The report was released today, as delegates from around the world meet in Durban, South Africa, for a two-week UN climate change conference aimed at breaking the deadlock on how to curb emissions of carbon dioxide and other pollutants. more

Atrazine in water tied to menstrual irregularities, low hormones

Women who drink water contaminated with low levels of the weed-killer atrazine may be more likely to have irregular menstrual cycles and low estrogen levels, scientists concluded in a new study.

The most widely used herbicide in the United States, atrazine is frequently detected in surface and ground water, particularly in agricultural areas of the Midwest. Approximately 75 percent of all U.S. cornfields are treated with atrazine each year.

The newest research, which compared women in Illinois to women in Vermont, adds to the growing scientific evidence linking atrazine to altered hormones.

The women from Illinois farm towns were nearly five times more likely to report irregular periods than the Vermont women, and more than six times as likely to go more than six weeks between periods. In addition, the Illinois women had significantly lower levels of estrogen during an important part of the menstrual cycle.

Tap water in the Illinois communities had double the concentration of atrazine in the Vermont communities’ water. Nevertheless, the water in both states was far below the federal drinking water standard currently enforced by the U.S. Environmental Protection Agency. more

Families face 'lost decade' as spending power suffers biggest fall since 1950s

British families' disposable income will have fallen by 4.7pc between 2009 and 2012 - by far the biggest three-year drop since records began in the mid 1950s, the Insitute of Fiscal Studies said in its analysis of George Osborne's Autumn Statement.

Average real earnings will fall by nearly 3pc in 2011 and will fall again in 2012, the Institute said on Wednesday.

Real average household incomes will be no higher in 2015-16 than in 2002-03, meaning middle-income families will have worked for more than a decade without any increase in living standards.

That is largely due to a "whopping" drop in real median household incomes between 2009 and 2013 of 7.4pc - a collapse in families' earnings not seen since the period 1974-77.

The poorest were hit hardest in yesterday's statement, the IFS said. The reversal of previous decisions to increase child tax credits will increase child poverty, while cancelling increases in fuel duties will benefit middle-income families.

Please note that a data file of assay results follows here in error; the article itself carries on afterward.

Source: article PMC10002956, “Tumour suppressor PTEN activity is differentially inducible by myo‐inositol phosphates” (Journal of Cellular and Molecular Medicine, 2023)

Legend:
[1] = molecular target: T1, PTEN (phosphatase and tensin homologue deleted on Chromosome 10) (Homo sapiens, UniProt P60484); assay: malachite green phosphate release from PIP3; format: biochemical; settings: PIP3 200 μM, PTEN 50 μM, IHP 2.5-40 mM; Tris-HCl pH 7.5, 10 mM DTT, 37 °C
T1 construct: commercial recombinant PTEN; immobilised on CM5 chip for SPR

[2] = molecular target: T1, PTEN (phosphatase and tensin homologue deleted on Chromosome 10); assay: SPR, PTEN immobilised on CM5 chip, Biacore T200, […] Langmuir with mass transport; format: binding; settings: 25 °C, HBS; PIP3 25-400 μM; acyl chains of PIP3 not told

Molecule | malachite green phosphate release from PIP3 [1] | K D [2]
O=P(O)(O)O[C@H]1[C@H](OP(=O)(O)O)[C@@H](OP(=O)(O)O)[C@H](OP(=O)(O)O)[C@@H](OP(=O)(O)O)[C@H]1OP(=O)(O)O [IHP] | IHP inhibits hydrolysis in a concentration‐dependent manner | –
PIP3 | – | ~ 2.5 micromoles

The OBR's prediction that the economy will be 3.5pc smaller in 2016 than thought in March will force the Chancellor to cut spending six years in a row to meet his deficit reduction targets. more

Could lack of sleep be a cause of childhood obesity?

Many culprits have been blamed for the alarming rise in childhood obesity in recent years. Video games. Fast food. Portion sizes. Television and computer screens. A decline in home cooking. The vanishing of school playing-fields.

Here's another worry to throw into the mix: sleep. An eye-opening study from New Zealand was published in the British Medical Journal earlier this year. Researchers studied 244 children, following them from the age of three to seven.

They found that reduced sleep significantly increased the likelihood of excessive weight gain. The children who slept longer aged three to five were 61 per cent less likely to be overweight aged seven.

'But wait!' you say. 'I bet the households where children slept less were neglectful and poor. Probably they watched more television and ate a bad diet, too.' Well, actually, no. One of the things that makes this study so striking is that the researchers took account of many 'confounders' such as household income, fruit and vegetable intake, television watching and the mother's education.

The link between lack of sleep and increased obesity held good even when all these variables were allowed for. Each additional hour of sleep aged three to five reduced the BMI (body mass index) at the age of seven by 0.49. more

New Zealand's invasive ants mysteriously vanish

If only all ecological pests were so easily dispatched. The Argentine ant (Linepithema humile), one of the world's worst invasive species, is disappearing from New Zealand – without any human intervention.

The alien ant arrived in New Zealand in 1990 and has since marched across the nation's two main islands. Dealing with the pest was projected to cost NZ$68 million (£33 million) per year.

Perhaps no longer. Phil Lester and colleagues at the Victoria University of Wellington say that alien ant colonies in 60 locations are collapsing on their own. Lester thinks low genetic diversity, which is associated with reduced disease resistance, is the most likely reason for the ant's demise.